SOX is not the only reason for the differential. In the US, risk management reports directly to treasury, but in Europe the two departments are typically separate. Also, the US does not have the differentiation between corporate risk management and insurance commonly found in Europe. As the roles are often separate on this side of the Atlantic, insurance tends to be the department of security, which means that non-fortuitous risk is not included.
However, Ed Wrazen, VP product management and strategy for Trillium Software, believes that Basle II has acted as a driver for risk-based systems on this side of the Atlantic and points out that its principles are also being deployed in the US.
‘Europe is now more advanced in its compliance as a result. Risk departments have to take ownership of the data, not just assume that it’s OK, and the risk management team seeks assurance that the information is correct.’ And the financial crisis, far from hindering, has accelerated the process, as there is greater interest in data quality.
Across the spectrum
So how can European risk managers improve performance when tackling their information needs?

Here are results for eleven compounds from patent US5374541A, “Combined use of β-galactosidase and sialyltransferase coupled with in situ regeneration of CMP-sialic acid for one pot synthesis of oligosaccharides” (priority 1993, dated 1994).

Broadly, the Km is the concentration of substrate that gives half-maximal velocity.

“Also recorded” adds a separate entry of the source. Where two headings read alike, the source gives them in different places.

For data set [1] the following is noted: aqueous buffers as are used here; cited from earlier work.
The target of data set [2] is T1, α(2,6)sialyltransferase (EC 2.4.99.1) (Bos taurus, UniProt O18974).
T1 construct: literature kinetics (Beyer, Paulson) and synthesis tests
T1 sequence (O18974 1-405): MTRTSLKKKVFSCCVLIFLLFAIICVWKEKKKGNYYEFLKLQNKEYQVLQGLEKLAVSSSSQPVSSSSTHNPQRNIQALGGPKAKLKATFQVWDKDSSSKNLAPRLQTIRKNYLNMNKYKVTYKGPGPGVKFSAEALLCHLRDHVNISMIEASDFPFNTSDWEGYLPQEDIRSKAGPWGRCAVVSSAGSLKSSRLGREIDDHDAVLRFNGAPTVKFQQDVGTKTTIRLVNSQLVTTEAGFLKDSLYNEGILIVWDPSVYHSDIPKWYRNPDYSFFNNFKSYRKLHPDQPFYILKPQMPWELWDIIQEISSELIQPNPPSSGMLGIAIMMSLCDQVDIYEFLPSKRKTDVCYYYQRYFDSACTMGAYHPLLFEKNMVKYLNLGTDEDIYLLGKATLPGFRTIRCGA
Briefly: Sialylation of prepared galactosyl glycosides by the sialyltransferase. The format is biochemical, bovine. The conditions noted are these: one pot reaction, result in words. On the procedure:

“Todayâ€™s organisations must increase their ability to systematically identify, measure, consolidate, prioritise, report and respond to all types of risk.
Porteous believes that the quality of risk information has been insufficient to allow effective foresight, planning and decision making.
‘No longer is it sufficient for organisations to consider or focus on one or a few types of risk alone, such as financial, manufacturing or political,’ he says.
‘Rather, all companies need to expand their appreciation of where risks may be manifesting and how these exposures could be linked. Risk works in mysterious and very unpredictable ways!’